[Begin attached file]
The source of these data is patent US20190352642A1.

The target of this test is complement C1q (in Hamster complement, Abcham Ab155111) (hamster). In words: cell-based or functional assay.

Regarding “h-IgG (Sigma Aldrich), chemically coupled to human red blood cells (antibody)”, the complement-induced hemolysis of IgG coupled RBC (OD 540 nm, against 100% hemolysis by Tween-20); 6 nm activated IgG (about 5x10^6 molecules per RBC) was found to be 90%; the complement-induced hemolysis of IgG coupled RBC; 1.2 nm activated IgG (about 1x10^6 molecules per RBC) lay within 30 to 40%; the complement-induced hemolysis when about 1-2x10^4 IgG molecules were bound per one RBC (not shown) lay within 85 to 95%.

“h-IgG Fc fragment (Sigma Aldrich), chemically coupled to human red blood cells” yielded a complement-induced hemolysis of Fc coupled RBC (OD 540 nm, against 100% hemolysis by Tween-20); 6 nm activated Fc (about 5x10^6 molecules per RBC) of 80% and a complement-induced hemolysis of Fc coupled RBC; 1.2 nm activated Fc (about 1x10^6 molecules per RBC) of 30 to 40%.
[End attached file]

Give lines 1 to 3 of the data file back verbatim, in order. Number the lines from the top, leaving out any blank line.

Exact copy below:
The source of these data is patent US20190352642A1.

The target of this test is complement C1q (in Hamster complement, Abcham Ab155111) (hamster). In words: cell-based or functional assay.

Regarding “h-IgG (Sigma Aldrich), chemically coupled to human red blood cells (antibody)”, the complement-induced hemolysis of IgG coupled RBC (OD 540 nm, against 100% hemolysis by Tween-20); 6 nm activated IgG (about 5x10^6 molecules per RBC) was found to be 90%; the complement-induced hemolysis of IgG coupled RBC; 1.2 nm activated IgG (about 1x10^6 molecules per RBC) lay within 30 to 40%; the complement-induced hemolysis when about 1-2x10^4 IgG molecules were bound per one RBC (not shown) lay within 85 to 95%.